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If Breakfast Were Regulated Like Buildings

I am currently studying for my CSL license in MA. This is my take.

 

904.2. – Waffles

This section shall comply with NWAB 342.2.3.1, except where superseded by MGL 149.742.2.1, or explicitly stated herein.

904.2.1 Maple Syrup

Waffles may be served with maple syrup, provided it complies with IMSC 4242, up to 33% the weight of the waffles it is being served with, but at no point shall it exceed 4 oz. If more maple syrup is desired, a hearing can be requested before the breakfast official board.

904.2.2  Butter

Butter can atop the waffles, at a minimum of 1TB per 3sq. in., but not exceeding 3TB per 5sq. in.

904.2.3  Jellies, jams, and chutneys

Jellies are regulated under sections 907.4 – 907.6

904.2.3.1

Jams containing blackcurrants, and other jams from the grossulariaceae family, shall not be used, except with the express written permission of the breakfast official.

904.2.3.2

Chutneys, as defined in section 906.3, can be used only as garnish, not exceeding 1TB per 6 sq. in.

904.2.4  Peanut Butter

Peanut Butter can be used in any amount, provided it complies with PBRB 325

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Quote Of The Day

Today’s quote comes from Mark D. Friedman, of Natural Rights Libertarian, from his book Nozick’s Libertarian Project: An Elaboration and Defense:

Thus, the commingling of the political and economic realms permits the development of a vicious circle in which constituencies use the apparatus of the state to achieve illegitimate financial advantages and the authorities use their ability to provide such rewards as leverage to further erode our freedoms. Just as the human body can tolerate extremely low doses of arsenic and other toxins (do not try this at home!), societies with deeply ingrained traditions supportive of the rule of law can withstand a substantial level of state interference in their economic lives without collapsing into outright tyranny. However, even “minor” abridgements of liberty are pernicious in and of themselves, and if such cancers are allowed to metastasize, the “patient” will eventually succumb.

I should note here that Mark D. Friedman has become one of my favorite political thinkers lately, both through his blog and this book. His writing is clear, cogent, and his arguments are often surprisingly persuasive; I find myself initially disagreeing with his positions sometimes, but am often convinced by the time he rests his case. And, above all, his commitment to the value of the individual is never lost.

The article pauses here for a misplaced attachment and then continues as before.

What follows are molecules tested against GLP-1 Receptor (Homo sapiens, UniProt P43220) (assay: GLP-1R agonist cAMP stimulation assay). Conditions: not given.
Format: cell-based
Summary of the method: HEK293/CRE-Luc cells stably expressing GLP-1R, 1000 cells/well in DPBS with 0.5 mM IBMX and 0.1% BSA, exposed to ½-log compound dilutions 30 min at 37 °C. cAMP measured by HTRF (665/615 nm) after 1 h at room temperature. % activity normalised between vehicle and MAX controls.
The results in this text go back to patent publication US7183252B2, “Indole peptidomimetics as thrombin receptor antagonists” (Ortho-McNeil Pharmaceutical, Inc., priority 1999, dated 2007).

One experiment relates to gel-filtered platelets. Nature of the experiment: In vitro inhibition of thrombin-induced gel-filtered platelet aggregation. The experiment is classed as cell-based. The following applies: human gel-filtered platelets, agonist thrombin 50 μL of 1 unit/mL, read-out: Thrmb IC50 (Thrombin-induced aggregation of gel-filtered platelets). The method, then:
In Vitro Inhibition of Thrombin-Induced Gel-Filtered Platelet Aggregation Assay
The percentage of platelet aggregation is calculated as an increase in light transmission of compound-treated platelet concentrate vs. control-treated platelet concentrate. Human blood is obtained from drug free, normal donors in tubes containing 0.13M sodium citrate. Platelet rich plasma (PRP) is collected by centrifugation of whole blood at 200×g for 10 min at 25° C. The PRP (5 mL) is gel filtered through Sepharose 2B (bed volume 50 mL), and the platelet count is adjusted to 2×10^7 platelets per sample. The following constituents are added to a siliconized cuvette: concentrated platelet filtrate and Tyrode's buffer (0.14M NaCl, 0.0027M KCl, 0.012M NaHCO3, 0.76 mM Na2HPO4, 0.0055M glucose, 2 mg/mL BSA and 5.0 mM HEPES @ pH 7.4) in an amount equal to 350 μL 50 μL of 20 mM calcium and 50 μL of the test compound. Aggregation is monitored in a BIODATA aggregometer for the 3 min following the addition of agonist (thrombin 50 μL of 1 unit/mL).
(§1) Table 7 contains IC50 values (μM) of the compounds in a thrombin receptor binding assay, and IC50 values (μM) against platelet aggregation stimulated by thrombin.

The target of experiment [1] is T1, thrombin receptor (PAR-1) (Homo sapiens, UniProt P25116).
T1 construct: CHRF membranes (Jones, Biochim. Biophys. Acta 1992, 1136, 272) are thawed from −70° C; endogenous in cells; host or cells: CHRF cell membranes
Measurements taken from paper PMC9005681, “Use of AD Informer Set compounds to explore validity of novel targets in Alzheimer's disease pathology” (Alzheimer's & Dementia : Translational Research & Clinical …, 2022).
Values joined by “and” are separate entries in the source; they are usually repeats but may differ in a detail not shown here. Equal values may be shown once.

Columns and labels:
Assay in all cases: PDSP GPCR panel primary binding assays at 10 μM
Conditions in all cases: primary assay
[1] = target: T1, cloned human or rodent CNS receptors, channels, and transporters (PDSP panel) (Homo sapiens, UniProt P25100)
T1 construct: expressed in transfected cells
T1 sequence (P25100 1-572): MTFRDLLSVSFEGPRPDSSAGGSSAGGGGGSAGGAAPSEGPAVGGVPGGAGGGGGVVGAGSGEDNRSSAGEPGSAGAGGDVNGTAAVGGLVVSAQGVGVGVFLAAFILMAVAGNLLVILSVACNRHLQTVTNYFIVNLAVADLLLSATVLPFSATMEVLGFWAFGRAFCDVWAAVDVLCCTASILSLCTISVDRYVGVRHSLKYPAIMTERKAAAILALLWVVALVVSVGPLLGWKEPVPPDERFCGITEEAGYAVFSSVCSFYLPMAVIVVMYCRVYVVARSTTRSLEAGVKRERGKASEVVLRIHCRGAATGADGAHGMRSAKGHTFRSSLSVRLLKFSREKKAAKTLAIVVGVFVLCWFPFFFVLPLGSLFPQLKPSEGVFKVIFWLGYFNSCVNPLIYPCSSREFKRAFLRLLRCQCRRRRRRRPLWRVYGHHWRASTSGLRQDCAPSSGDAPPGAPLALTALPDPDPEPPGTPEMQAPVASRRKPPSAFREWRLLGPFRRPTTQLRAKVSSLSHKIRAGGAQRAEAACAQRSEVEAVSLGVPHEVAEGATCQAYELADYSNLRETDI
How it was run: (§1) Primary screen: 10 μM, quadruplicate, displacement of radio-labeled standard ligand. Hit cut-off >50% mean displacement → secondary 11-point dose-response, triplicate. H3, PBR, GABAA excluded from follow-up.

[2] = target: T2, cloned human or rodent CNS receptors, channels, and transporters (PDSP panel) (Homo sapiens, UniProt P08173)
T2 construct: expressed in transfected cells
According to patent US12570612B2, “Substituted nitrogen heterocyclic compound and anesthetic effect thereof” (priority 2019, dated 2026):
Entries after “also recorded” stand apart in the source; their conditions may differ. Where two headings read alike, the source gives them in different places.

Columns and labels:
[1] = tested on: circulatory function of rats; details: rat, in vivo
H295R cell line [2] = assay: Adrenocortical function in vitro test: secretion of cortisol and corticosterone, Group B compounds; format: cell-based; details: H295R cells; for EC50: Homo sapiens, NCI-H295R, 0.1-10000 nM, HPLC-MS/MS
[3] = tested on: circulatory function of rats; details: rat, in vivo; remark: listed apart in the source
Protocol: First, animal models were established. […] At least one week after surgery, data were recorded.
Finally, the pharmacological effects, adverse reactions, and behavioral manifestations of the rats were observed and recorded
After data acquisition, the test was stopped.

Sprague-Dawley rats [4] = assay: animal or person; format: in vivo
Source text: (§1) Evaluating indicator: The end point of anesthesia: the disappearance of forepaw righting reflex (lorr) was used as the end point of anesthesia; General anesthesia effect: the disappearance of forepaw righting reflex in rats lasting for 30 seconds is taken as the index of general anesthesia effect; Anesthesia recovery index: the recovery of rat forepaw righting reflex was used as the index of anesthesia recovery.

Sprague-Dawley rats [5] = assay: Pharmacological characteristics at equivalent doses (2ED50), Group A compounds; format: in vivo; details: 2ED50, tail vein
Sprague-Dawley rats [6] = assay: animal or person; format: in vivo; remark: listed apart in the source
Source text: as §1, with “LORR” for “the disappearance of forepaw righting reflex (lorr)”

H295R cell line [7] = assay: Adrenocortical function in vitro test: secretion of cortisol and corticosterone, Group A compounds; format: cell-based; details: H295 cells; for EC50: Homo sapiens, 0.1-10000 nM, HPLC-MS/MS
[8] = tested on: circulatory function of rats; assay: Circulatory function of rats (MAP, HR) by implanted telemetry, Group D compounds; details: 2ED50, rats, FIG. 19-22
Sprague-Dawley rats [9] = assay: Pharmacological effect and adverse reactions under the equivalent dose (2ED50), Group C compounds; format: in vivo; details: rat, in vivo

Government Shutdown

Andrew Cohen of Bleeding Heart Libertarians has an interesting piece up, and I largely share his views (though there is an analogy in there I find rather weak…). From the article:

People who were promised paychecks will not get them. Some will get them late. Some will get smaller paychecks (due to furlough time). Some of these people will face tremendous difficulty. I think it fair to say they will be harmed–having planned their lives given the promise of a regular paycheck, they have legitimate expectations that are being set back. Perhaps the government should not have hired those people in the first place (after all, they are “non-essential” personnel!). But the fact is they were hired and treating them this way is wrong and makes a mockery of contract.

This is a good point that many libertarians and conservatives are apt to miss. Many libertarians in particular are going to dispute the legitimacy of those obligations, but if government is a legitimate entity, then the obligations it enters into need to be taken seriously and the obligations honored. Now certainly, in the private sector, jobs are generally not seen as secure as government jobs. Perhaps thats a good thing, as it promotes increased productivity and competition, ultimately helping to serve the consumer. However, there is an implicit expectation of continued work when a full time employee gets hired by someone, whether the government, a corporation, or small business, and possibly could be considered part of their work contract. The government, currently, is not honoring that contract. However, given it’s abysmal record of honoring individuals and their rights, perhaps we shouldn’t be surprised.

C.S. Lewis on Government

I recently stumbled across an article at The Beacon on C.S. Lewis’ views towards government. Long, but engaging and worth the read. I will leave you, dear Reader, with a quote of his, quoted in the article: